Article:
Bectu welcomes Creative UK manifesto calling for ‘radical new action’ in the creative industries

24 April 2024

Creative UK has today launched its UK General Election manifesto, setting out how, with the right investment, the Cultural and Creative Industries can generate social and economic prosperity across the country.

It calls for ‘radical new action’ to respond to key issues facing the sector, such as removing barriers to access and introducing new funding models, and was formed using insights from leading organisations across the creative industries, including Bectu.

Prioritising creative skills and education, strengthening protections for freelancers, and increasing investment in research and development funding are among the key aims laid out in the manifesto, ahead of a general election.

Bectu has long made clear that the creative workforce is critical to the sector’s success, and welcomes the manifesto as an important document to push for progress in securing a better deal for all creative workers.

You can read more on Creative UK’s website and download the full manifesto here.

Commenting on the manifesto, Head of Bectu Philippa Childs said:

“We hear a lot from politicians about the incredible value – social, cultural and economical – of the UK’s creative industries, yet too often the workers behind this success are an afterthought. Freelancers have consistently fallen through the gaps of government support schemes – we saw this no more clearly and devastatingly than during the pandemic.

“Government interventions and policies often rightly focus on meeting the needs of creative businesses, but alongside this a future government must better scrutinise the needs of the freelance workforce as a critical part of the interdependent ecosystem of the creative industries. Appointing a Freelancing Commissioner who will work with unions to advocate for freelancers, would be a welcome move.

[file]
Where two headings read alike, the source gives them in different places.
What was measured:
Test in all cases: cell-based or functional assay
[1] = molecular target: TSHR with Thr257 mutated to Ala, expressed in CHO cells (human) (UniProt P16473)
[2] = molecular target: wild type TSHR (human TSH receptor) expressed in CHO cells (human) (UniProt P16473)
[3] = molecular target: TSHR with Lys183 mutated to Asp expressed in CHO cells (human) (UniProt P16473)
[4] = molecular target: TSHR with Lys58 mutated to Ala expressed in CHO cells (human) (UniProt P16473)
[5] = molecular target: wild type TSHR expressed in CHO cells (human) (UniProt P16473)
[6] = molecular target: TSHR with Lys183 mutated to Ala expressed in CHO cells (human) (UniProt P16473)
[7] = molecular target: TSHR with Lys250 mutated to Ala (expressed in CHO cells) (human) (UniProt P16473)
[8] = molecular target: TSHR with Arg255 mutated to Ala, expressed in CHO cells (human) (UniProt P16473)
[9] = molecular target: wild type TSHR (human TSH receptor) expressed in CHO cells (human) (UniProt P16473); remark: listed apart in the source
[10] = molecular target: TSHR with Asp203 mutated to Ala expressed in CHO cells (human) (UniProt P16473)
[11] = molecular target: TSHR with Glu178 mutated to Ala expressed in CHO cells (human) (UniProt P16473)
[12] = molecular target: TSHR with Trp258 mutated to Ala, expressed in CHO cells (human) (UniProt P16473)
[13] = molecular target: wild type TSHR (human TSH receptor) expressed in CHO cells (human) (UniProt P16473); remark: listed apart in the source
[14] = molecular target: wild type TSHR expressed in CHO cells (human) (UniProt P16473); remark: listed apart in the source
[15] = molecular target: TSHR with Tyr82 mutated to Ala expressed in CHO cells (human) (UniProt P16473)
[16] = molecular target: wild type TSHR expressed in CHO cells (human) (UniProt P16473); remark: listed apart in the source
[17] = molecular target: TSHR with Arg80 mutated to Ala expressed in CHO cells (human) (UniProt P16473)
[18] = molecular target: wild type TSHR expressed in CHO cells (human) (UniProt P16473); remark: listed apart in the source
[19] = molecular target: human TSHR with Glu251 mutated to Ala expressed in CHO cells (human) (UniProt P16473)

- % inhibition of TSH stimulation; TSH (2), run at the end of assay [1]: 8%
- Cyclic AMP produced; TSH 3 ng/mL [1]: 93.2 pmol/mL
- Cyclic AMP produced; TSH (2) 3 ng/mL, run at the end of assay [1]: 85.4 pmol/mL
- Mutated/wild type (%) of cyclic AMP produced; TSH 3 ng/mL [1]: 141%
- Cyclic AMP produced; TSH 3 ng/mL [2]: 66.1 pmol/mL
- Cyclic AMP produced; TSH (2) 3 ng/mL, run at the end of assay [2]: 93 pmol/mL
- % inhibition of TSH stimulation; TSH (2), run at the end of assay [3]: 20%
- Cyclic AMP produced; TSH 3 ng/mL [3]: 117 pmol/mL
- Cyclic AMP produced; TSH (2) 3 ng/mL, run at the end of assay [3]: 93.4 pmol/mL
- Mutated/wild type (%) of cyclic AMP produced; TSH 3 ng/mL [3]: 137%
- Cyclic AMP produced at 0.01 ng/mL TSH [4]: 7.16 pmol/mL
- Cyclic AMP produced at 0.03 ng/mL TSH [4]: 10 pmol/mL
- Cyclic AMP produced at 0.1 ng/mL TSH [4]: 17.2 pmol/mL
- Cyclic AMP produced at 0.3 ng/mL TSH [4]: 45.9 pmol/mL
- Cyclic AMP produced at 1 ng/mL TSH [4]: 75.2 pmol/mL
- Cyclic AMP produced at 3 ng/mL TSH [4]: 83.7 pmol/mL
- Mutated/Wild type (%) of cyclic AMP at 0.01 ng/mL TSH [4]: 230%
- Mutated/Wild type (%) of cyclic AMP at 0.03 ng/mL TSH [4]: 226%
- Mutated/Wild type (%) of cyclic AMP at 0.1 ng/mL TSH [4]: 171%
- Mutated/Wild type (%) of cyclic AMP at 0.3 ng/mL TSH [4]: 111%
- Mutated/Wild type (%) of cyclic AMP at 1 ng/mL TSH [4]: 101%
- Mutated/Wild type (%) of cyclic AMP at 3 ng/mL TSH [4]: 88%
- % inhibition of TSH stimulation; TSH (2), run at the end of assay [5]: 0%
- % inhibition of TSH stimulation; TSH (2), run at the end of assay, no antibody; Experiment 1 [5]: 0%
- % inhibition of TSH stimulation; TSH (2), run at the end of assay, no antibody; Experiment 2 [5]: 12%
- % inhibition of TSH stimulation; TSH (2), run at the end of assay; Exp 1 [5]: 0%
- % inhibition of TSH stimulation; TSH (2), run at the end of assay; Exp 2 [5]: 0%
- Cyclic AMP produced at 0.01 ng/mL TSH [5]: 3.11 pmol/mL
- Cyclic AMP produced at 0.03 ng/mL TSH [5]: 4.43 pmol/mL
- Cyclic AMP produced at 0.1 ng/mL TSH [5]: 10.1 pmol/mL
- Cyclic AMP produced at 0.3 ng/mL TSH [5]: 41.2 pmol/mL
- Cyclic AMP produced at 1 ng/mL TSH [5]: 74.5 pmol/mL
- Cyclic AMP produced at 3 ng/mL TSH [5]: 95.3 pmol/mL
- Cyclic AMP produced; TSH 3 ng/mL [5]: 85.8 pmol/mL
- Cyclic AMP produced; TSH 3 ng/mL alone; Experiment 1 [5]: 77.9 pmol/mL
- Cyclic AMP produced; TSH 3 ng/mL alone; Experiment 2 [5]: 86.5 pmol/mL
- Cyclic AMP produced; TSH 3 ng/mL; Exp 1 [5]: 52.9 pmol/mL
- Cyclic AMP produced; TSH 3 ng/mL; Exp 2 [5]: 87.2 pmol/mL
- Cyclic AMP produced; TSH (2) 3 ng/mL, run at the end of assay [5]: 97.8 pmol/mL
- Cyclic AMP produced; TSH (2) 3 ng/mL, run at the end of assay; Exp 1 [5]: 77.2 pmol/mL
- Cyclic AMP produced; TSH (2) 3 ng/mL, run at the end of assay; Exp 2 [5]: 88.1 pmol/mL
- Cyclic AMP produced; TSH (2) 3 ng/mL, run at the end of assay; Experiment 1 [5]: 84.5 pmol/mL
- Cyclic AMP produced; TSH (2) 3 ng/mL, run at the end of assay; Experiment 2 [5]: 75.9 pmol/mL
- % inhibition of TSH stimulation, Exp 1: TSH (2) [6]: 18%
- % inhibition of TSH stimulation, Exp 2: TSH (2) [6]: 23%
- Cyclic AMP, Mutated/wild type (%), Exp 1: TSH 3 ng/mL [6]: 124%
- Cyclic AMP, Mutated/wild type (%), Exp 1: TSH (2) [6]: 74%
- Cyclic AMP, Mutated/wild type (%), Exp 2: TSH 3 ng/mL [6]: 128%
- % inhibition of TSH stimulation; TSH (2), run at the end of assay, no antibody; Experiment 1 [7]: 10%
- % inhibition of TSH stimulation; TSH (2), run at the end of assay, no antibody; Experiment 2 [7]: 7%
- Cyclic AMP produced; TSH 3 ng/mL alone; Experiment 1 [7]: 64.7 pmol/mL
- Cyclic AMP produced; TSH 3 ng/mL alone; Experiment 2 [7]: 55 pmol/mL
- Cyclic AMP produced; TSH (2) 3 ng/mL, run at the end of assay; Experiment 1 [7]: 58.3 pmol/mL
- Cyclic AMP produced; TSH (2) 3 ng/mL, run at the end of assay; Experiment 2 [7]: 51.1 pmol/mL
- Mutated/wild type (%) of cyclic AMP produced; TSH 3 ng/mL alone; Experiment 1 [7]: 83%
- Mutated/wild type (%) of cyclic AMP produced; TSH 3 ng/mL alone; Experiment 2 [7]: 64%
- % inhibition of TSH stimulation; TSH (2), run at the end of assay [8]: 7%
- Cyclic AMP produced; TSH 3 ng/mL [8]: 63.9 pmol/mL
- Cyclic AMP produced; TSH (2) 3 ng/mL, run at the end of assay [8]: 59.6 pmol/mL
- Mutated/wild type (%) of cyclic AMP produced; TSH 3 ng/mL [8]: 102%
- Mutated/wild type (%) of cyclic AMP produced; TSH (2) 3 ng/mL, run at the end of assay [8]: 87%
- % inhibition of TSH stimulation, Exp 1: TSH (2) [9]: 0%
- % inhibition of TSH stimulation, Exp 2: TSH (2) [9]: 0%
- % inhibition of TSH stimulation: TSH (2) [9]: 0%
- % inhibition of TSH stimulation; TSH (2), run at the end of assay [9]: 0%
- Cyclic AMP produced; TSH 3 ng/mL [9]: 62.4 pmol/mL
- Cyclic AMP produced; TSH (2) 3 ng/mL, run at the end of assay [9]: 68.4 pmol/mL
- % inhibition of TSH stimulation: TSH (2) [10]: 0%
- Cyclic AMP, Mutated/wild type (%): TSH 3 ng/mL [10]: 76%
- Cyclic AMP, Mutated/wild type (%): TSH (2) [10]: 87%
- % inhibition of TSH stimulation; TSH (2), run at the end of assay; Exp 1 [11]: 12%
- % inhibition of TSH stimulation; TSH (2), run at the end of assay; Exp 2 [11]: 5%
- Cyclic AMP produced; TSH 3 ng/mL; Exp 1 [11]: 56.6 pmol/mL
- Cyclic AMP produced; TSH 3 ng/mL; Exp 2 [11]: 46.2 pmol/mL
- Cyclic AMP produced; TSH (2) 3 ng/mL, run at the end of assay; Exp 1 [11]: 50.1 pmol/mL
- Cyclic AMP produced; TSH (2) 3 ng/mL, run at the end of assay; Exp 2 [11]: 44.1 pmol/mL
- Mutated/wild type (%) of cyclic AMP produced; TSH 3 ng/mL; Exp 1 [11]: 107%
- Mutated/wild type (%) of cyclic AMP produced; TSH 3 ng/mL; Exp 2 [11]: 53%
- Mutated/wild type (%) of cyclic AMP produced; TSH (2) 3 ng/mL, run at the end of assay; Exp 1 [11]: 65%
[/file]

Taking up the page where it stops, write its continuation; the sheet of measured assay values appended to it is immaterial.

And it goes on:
“Freelancing brings untold benefits, to our cultural and creative output and to the economy, but the current model puts all of the burdens on the worker. Many creative freelancers continue to battle unsustainable working hours, precarious employment and associated challenges, and many are leaving the sector, burnt out, feeling unsupported, and unable to sustain a career in the industry they love.

“Creative workers are also being curtailed by restrictions on their movements; to fully unleash the potential of UK creative skills and ensure the UK is a destination for skilled workers from all over the world, a future government must work with industry and unions to address these challenges.

“If we can better look after and advocate for the freelance workforce, the potential knock-on benefits for the creative industries and our economy are huge – improving workers’ lives through provisions such as better access to flexible working or parental leave, and helping retain skilled workers.

“Ultimately, you cannot have a thriving creative sector without a thriving workforce. We heartily endorse a new approach to freelancing that better supports creative workers to enter, develop and sustain careers in the sector, and we welcome Creative UK’s collaborative work in bringing the sector together to agree these shared manifesto aims.”